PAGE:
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Diagnosis of PLMD from increased pulse rate variability on overnight oximetry

Authors Krishnaswamy UM, Higgins S, Kosky C, De-Lacy S, Williams A

Published 14 July 2010 Volume 2010:2 Pages 107—114

DOI https://doi.org/10.2147/NSS.S11885

Review by Single-blind

Peer reviewer comments 2

Uma M Krishnaswamy, Sean E Higgins, Christopher A Kosky, Simone deLacy , Adrian J Williams

Sleep Disorders Unit, Guys’ and St. Thomas’ NHS Trust, London, England, UK

Study objective: This study was undertaken in a group of patients with periodic limb ­movement disorder (PLMD) to assess whether the presence of increased pulse rate variability (PRV) without desaturation on overnight oximetry was suggestive of the occurrence of periodic limb movements (PLMs).

Methods: Seventy sleepy patients with a polysomnographic diagnosis of PLMD and 25 controls with obstructive sleep apnea were included in this retrospective study. All patients had undergone initial domiciliary oximetry and subsequent polysomnography (PSG). The oximetry tracings were independently interpreted by five sleep unit personnel for the presence of increased PRV. Further, the association between increased PRV and PLMs was evaluated in the summary graph of the PSG.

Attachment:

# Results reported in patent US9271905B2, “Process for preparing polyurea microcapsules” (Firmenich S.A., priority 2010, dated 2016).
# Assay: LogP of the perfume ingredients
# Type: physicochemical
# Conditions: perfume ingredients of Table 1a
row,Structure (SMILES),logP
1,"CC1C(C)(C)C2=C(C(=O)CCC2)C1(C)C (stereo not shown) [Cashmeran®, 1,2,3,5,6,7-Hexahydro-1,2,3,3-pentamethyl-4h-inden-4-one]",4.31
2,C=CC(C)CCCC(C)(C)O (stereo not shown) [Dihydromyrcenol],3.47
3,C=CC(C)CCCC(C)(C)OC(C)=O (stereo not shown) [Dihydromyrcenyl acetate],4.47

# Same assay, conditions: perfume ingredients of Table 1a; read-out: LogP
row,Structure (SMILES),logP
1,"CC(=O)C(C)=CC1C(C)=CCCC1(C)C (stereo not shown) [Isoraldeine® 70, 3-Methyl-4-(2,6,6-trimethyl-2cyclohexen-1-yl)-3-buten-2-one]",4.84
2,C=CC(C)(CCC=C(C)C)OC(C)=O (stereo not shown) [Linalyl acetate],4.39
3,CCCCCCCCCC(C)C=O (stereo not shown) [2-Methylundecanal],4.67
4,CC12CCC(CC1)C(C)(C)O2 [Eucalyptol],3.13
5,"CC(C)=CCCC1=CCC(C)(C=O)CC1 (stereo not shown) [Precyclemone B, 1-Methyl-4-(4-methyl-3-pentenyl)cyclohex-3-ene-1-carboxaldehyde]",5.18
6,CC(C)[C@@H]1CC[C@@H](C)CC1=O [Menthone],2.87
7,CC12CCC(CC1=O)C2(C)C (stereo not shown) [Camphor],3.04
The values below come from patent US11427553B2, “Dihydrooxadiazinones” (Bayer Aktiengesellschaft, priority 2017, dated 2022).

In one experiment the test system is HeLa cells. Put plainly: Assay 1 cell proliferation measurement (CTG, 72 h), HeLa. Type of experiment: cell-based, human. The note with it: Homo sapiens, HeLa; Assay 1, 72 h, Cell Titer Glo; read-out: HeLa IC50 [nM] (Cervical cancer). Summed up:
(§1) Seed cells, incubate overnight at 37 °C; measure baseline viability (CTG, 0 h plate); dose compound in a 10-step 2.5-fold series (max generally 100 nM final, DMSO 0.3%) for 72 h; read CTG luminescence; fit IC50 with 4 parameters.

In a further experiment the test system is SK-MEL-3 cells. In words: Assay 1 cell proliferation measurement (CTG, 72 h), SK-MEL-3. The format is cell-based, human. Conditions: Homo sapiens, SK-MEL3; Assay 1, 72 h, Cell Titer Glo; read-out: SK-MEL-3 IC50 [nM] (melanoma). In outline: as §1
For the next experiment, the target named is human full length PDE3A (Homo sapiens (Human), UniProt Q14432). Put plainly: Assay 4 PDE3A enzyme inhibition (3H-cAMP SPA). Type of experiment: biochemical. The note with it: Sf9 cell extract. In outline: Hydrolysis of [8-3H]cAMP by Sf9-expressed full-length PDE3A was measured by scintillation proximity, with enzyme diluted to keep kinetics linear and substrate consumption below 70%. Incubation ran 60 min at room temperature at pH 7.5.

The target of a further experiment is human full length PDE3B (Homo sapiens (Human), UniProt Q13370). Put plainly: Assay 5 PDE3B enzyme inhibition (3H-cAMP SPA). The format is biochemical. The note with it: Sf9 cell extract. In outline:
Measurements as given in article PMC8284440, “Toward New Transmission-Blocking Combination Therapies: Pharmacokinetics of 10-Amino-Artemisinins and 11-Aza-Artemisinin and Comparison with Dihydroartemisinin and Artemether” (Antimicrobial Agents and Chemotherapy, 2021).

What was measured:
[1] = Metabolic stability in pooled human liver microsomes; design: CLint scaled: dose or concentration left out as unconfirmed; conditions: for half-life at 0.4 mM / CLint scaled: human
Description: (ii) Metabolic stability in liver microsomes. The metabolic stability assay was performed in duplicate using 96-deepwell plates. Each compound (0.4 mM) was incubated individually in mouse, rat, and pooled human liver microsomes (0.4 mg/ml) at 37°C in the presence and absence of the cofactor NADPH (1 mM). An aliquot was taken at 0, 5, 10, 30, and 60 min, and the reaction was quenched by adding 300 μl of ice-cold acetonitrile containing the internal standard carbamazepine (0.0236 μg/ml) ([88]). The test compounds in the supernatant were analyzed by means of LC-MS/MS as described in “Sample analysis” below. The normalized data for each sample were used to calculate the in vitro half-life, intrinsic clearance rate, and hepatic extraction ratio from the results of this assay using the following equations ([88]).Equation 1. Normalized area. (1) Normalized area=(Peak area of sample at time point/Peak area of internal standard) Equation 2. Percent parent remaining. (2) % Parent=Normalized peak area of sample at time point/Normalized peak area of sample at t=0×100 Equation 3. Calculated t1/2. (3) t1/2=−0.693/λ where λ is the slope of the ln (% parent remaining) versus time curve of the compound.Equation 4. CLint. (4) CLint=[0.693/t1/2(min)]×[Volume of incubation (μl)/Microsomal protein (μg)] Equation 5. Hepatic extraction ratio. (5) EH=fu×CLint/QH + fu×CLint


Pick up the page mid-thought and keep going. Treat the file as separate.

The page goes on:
Results: Fifty seven (81.4%) patients had definite evidence of increased PRV without episodes of desaturation on initial oximetry, which was later confirmed to be due to PLMs on PSG. 13 (18.6%) patients had no PRV on oximetry and PSG but had PLMD. The inter-interpreter concurrence in suspecting a diagnosis of PLMD based on oximetry alone was more than 80% in 64 (91%) patients.

Conclusion: The presence of isolated increased PRV on overnight oximetry is a valuable tool in suspecting nonsleep apnea disorders like PLMD.

Keywords: periodic limb movements, pulse rate variability, oximetry

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